Mãximo Riera has been a practicing artist for over thirty years. Though predominately working in photography, painting and sculpture, he has also published a collection of poetry inspired by his travel and experiences through Europe and The Caribbean islands. Mãximo’s vibrant use of colour and evocative attention-to-detail have been an inspiration which convey the meaning of his creations. His work also demonstrates a predominant influence from abstract expressionism and the Pop Art movements.
Even though his artistic career was relegated to a secondary role due to his professional life in the medical industry, Mãximo was still able to organise several exhibitions and events for his work, with all proceeds going to charity. Born is Asturias [Northern Spain), Mãximo has now retired to his studio in Cadiz, where he paints and sculpts each day.
Of his work, Mãximo has notably completed The Millennial consoles. The works were manufactured using lifeless debris from authentic Millenarian olive-tree wood found in the south of Spain. This area is well known for its tradition in olive oil production; one of the finest and purest in the world.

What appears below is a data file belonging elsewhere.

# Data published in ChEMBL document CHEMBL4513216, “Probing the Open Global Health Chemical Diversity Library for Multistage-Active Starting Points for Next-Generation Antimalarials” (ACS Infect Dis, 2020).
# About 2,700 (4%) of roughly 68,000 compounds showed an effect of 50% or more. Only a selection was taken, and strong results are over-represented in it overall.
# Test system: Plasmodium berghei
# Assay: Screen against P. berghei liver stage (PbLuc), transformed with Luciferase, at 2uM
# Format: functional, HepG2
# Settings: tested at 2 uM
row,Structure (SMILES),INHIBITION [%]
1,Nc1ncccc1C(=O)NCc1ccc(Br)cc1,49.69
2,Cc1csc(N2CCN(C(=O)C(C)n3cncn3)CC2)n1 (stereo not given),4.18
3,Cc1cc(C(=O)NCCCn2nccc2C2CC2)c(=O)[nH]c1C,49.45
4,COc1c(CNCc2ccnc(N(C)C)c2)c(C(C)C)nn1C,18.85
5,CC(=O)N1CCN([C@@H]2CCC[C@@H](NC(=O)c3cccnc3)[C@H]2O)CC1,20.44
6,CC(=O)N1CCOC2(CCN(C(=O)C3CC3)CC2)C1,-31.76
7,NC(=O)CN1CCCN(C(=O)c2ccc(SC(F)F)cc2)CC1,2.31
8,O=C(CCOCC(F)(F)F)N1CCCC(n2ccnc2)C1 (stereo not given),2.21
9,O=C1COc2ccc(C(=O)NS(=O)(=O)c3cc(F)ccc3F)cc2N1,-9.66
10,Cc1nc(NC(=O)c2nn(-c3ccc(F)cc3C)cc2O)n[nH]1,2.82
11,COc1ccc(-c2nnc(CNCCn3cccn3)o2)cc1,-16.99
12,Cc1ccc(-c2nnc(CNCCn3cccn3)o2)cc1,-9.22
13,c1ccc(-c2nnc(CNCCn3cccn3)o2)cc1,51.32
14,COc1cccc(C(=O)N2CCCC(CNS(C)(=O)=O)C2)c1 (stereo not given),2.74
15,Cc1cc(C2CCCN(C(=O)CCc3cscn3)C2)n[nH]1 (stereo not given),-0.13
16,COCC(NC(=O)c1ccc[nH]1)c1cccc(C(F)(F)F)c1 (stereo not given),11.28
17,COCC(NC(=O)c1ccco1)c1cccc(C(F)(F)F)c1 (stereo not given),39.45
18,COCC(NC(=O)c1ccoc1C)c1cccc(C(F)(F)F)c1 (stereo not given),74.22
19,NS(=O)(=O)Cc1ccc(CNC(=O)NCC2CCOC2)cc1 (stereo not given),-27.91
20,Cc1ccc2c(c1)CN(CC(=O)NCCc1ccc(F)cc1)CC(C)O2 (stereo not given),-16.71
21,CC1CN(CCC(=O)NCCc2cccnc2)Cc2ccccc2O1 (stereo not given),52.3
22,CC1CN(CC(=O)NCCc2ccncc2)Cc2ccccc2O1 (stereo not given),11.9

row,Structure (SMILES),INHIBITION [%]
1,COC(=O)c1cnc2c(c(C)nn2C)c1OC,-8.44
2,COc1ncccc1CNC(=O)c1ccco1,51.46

Mãximo’s latest work comes by way of The Animal Chair Collection, which constitutes a diverse range of species, from mammals to reptiles, and even including insects. Each creation retains the animal’s natural vitality while being totally biologically accurate in their appearance. This collection is in homage to these animals and the whole animal kingdom which inhabits our planets, as an attempt to reflect and capture the beauty of nature in each living thing.
With a closer look, the Hippopotamus is a semiaquatic herbivore mammal, peculiar for it barrel-shaped torso, and is one of the most aggressive and unpredictable creatures in the world. For this design, its tremendous size and volume has been preserved, evading any sections or partitions along its body in order to accomplish an entire life-size piece. The seat was mounted on top of the animal’s upper body having two different hemispheres; one is functional and the other creates the illusion of the animal’s imposing presence. The piece resembles an adult male ‘Horse River’ as it was named by the ancient Greeks, with an approximate weight of three tonnes and a body length of almost three meters.
Maximo Riera; maximoriera.com